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Artist: Espers

Album: Espers

Label: Locust

Review date: Apr. 1, 2004

Good folk music should haunt you at night. It might lull you into a feeling of blissed-out tranquility, but secretly it’s imparting you with an occult, cabalistic knowledge. Behind the flowers and fields lies not utopia, but the devil offering you a chance at the sublime in exchange for your soul. It will turn you into Faust or Don Juan, except you won’t realize your predicament until you’ve already signed the contract. It yearns back to the days of the Gothic when the gargoyles atop cathedrals were more than just ornaments and the Baroque with its ornately crafted lines and musical interplay. And Espers, the Philadelphia-based trio of Meg Baird, Brooke Sietinsons, and Greg Weeks, make good folk.

So how does a good folk album create this concealed doom? It relies on a combination of vocal lines, instrumental choices, and arrangements. In the case of Espers, the instrumentation is crucial: most are stringed, acoustic, and either strummed or bowed (the dulcimer and autoharp provide wonderful idiosyncrasy beyond the normal plucked 12-string guitar sound), though there are some electronics and wind instruments added at just the right moments. Each instrument is given just the space it needs to speak and make its impact heard, from the beckoning oscilloscope rumbles and cello moans on “Meadow” to the spaced-out electric guitars that cut through the mix in “Travel Mountains.” And when a timbre comes to the fore, it is allowed to go on as long as it needs to really make a point, develop an idea, and reach some kind of conclusion. The whole thing is intensified by the almost complete lack of percussion (Sietinsons’ finger cymbals being the one exception, but they’re more a color than a beat), with all the rhythmic sense coming from something strummed.

And if the predominantly minor instrumental parts aren’t disconcerting enough, Weeks’ and Baird’s voices make the whole affair even spookier. Vocals are often said to hover, float, soar, or any number of other clichéd terms, but here they seem to exist on the very edge of the natural world. They are the will o’ wisps to the music’s marsh; the apparition that stands by your side in an abandoned house whose presence is felt more than seen. Both Weeks and Baird sing in a plain, unadorned style that has just enough ambiguity that you wonder if they’re actually there. In fact, the specific words matter less than the individual lines and harmonies, but the words sometimes emerge fall in line with their surroundings.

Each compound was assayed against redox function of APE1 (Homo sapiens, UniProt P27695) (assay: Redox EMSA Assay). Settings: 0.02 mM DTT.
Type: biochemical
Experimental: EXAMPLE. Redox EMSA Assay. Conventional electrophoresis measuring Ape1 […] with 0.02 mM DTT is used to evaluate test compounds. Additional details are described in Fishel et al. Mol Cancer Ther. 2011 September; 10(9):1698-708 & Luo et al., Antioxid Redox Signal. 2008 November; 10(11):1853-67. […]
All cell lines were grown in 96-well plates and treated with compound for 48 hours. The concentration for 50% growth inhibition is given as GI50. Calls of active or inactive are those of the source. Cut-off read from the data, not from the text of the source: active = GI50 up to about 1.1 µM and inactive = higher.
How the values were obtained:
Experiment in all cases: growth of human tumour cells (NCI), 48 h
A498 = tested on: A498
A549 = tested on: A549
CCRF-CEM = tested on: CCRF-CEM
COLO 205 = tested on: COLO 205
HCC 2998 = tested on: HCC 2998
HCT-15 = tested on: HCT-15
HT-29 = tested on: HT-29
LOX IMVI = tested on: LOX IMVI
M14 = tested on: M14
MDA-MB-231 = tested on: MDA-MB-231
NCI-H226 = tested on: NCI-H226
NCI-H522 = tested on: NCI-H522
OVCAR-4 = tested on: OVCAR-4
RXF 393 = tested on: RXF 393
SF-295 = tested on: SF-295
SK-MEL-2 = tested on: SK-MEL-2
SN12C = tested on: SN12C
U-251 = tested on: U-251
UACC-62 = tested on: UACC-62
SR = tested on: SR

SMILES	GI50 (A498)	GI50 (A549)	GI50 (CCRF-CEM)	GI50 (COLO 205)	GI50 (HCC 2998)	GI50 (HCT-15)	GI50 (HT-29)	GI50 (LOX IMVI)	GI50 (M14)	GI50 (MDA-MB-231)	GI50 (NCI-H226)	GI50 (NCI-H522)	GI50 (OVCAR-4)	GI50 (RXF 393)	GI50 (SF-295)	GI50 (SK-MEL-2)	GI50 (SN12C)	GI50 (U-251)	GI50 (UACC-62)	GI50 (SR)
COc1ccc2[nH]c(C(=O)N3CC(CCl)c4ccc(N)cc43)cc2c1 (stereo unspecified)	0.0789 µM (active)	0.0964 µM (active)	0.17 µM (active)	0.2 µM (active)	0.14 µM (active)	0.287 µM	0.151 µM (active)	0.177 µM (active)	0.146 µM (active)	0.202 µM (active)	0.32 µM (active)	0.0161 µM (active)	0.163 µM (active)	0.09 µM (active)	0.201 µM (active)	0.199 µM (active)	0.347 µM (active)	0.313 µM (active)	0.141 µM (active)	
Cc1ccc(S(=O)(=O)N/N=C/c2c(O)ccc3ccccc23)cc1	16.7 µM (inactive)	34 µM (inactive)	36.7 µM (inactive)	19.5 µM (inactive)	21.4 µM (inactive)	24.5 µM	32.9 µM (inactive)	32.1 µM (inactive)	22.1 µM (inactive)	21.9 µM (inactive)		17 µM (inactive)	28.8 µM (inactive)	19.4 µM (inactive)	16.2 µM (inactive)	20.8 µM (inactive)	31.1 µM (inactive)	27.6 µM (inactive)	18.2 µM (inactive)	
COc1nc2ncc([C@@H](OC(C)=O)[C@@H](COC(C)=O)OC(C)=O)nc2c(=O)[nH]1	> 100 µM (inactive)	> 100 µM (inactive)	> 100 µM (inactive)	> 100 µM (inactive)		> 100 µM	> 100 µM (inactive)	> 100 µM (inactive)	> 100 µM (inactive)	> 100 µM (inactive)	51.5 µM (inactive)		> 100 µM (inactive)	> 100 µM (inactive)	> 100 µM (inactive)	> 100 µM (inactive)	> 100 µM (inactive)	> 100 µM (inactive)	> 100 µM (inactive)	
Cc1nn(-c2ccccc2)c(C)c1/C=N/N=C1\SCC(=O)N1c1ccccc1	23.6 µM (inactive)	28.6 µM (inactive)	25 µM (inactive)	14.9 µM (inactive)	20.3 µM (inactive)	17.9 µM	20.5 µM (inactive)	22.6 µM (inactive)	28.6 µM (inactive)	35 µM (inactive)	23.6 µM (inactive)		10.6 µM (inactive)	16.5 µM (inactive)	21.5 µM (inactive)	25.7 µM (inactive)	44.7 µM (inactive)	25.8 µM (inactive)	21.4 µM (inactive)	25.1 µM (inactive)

And there is why good folk music is inherently demonic; it takes many simple (but not simplistic) parts and merges them into a strikingly sophisticated whole. Virtuosity, it’s true, has typically been the thing associated with the paranormal. (Read some 19th century accounts of Paganini’s or Liszt’s playing. They’re fascinating.) But virtuosity can only go so far and can quickly sound dated. By eschewing the complicated, Espers has created something that exists outside of time. I can’t imagine this music ever not existing or coming into existence (short of just appearing to someone at a séance or the like). Espers’ music simply is, and well worth a fling with the devil.

By Dan Ruccia

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